Mr Lowe: I don't think it would
appear as an entirely separate publication.
Q122 Chair: Well, let's take that
as a no, then. So there would be a report, which would not be
Mr Barlow: No. That is not the
case. We will produce, with the External Reference Group, the
Annual Report on the Covenant as set out in the Bill. That, therefore,
is a report presented by the Secretary of State, which has been
prepared with the External Reference Group. It therefore represents
their Annual Report. We have recognised, in discussing this with
the external Members of the ERG, that it is important that that
process genuinely presents their independent views within that
Annual Report so that they can say it is effectively their Report.
If, in doing that, they wish to raise matters separately and we
cannot find a way of fairly representing their views within a
report that the Secretary of State has presented to the House,
we may see a separate document being produced. We have not crossed
that bridge yet.
Q123 Chair: So you would accept
that further thinking, further discussion and further consideration
are needed on this issue?
Mr Barlow: Yes. I have to present
it to you that way because that is the progress we have made within
the External Reference Group itself. I can't misrepresent the
views of the independent members.
Q124Mr Jones: Are you suggesting that
the Secretary of State's Report will basically be the old Reference
Mr Barlow: That is the basis on
which we have been proceeding, yes.
Q125 Mr Jones: So when the Minister
said that the Reference Group Report would still be approved,
technically it would be. So this great radical change, apart from
reporting this to Parliament, is not exactly a great radical move
forward, is it?
Chair: I think that
this is an issue that may come up in amendments during the Formal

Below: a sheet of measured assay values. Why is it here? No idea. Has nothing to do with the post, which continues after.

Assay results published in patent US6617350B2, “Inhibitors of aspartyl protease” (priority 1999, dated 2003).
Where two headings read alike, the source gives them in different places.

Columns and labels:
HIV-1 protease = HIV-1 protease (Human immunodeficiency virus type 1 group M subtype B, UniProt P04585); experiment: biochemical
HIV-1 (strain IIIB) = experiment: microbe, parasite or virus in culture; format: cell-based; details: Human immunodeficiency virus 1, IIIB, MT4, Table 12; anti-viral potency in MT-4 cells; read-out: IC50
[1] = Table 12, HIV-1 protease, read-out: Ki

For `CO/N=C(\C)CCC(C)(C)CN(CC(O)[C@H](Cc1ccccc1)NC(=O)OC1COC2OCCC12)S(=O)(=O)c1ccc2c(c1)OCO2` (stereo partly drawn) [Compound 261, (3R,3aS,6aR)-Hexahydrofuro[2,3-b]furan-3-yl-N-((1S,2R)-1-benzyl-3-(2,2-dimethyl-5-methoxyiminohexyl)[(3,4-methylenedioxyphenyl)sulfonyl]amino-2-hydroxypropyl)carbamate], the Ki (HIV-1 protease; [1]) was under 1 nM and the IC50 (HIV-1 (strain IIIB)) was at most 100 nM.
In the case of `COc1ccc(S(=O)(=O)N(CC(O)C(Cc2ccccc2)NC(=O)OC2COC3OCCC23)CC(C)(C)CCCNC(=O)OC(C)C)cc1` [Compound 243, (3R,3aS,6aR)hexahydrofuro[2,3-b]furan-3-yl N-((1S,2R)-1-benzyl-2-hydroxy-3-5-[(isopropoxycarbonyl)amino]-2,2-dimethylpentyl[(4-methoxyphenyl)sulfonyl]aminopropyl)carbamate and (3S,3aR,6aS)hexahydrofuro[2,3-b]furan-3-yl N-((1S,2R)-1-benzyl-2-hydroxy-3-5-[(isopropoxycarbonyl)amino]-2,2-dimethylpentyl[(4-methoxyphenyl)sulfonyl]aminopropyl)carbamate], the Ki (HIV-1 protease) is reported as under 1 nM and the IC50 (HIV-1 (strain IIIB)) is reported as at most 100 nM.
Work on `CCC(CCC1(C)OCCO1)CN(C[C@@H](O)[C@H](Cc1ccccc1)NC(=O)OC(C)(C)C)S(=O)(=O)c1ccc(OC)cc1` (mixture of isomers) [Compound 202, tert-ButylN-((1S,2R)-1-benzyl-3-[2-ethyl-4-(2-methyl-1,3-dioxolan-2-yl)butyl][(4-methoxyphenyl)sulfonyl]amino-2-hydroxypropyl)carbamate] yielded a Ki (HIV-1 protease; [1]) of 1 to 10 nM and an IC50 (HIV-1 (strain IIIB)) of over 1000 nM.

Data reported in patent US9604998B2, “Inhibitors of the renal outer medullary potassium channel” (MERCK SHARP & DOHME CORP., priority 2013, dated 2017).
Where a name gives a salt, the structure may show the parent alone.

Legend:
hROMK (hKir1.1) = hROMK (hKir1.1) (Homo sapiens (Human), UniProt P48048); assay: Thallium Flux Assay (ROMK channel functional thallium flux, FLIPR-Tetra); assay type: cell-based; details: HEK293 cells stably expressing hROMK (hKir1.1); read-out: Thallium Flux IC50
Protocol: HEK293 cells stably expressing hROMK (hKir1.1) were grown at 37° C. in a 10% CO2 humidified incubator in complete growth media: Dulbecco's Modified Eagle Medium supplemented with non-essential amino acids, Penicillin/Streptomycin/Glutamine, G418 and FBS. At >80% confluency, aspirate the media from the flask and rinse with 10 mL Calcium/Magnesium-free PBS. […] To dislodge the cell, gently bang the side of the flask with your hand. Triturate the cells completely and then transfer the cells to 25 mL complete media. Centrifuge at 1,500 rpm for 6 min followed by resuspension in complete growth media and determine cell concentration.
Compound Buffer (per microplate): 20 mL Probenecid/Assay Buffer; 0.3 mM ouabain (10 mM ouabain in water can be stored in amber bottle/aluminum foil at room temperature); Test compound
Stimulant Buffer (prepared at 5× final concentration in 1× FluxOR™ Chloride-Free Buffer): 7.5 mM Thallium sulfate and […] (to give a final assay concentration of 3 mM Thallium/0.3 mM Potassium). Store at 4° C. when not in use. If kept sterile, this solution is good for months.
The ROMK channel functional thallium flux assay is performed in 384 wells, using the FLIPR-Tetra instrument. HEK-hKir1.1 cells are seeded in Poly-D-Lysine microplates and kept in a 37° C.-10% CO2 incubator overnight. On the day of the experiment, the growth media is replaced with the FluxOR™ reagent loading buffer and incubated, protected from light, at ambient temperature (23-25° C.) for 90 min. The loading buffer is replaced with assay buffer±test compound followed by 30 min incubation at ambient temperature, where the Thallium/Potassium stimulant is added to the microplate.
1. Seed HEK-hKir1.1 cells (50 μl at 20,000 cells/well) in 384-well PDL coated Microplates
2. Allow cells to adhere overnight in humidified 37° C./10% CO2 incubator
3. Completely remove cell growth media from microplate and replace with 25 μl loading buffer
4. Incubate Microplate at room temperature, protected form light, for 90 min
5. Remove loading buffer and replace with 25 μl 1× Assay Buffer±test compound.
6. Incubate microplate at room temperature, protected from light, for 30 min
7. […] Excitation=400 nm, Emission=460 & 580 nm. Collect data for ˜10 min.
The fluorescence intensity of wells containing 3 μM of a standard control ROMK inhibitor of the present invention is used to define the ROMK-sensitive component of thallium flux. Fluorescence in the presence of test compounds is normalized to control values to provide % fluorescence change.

Consideration of the Bill.
Mr Jones: I also
want to be able to question the Minister on this.
Chair: The Committee hears that. Now,
Q126 Bob Russell: One thing I
am confident of is that serving and former Members of Her Majesty's
Armed Forces will not be overly impressed with the party political
posturing and point scoring that has been going on from one direction.
I want to put on record the fact that the previous Government
did a lot of good work and this Bill is a continuation of that.
We should look on it as a seamless transition rather than anything
else. That is how I am trying to address it.
One aspect not in the Bill, which I seek some
thoughts on, is an issue that I put directly to the Prime Minister
a few weeks ago. To my utter amazement, a war widow's pension
is taxed. Indeed, a young war widow in my constituency tells me
that the payment does not even appear as a war widow's payment.
There are two aspects there. First, can we have a mechanism to
acknowledge that the payment she is receiving is a war widow's
pension? Secondly, it should be tax free.
Mr Garrett: Under the War Pensions
Scheme neither war pensions nor war widow's pensions are considered
taxable by HMRC, so I don't understand the point you are making.
The issue of what that payment was in relation to, and whether
it was a war widows' pension, was raised yesterday in the statutory
body that looks at issues of compensation and pensionsthe
Central Advisory Commission on Pensions and Compensation. The
matter was raised by the War Widows Association at that meeting.
On the Service pensions, the Veterans Agency
went away from that meeting to ensure that all payment information
provided for widows made it clear to them what payments they were
Q127 Bob Russell: I am most grateful
for that. Perhaps I can revisit the matter, because the young
lady in my constituency is not of that view.
Mr Garrett: If there is some confusion,
and if you can provide information on the individual case, we
can look at it.
Q128 Bob Russell: I will, and
I appreciate that. Finally, in what ways are the Bill Team and
others in the Ministry of Defence and the Government engaged with
the charity and voluntary sector to improve the Bill? I am not
just talking about the main charities that we know about, such
as the Royal British Legion; ABF, which I wish would still call
itself the Army Benevolent Fund; Help for Heroes; and SSAFA, but
some of the specialist charities, if I may use that term. One
has been mentioned alreadythe War Widows Associationand
there is Veterans Aid and Combat Stress. There are also various
regimental and Service organisations. How are those organisations
being brought in?
Mr Lewitt: The organisation with
which Mr Garrett's division, and mine, do a lot of business is
the Confederation of British Service and Ex-Service OrganisationsCOBSEO.
It pulls together all those charities, large and small. Indeed,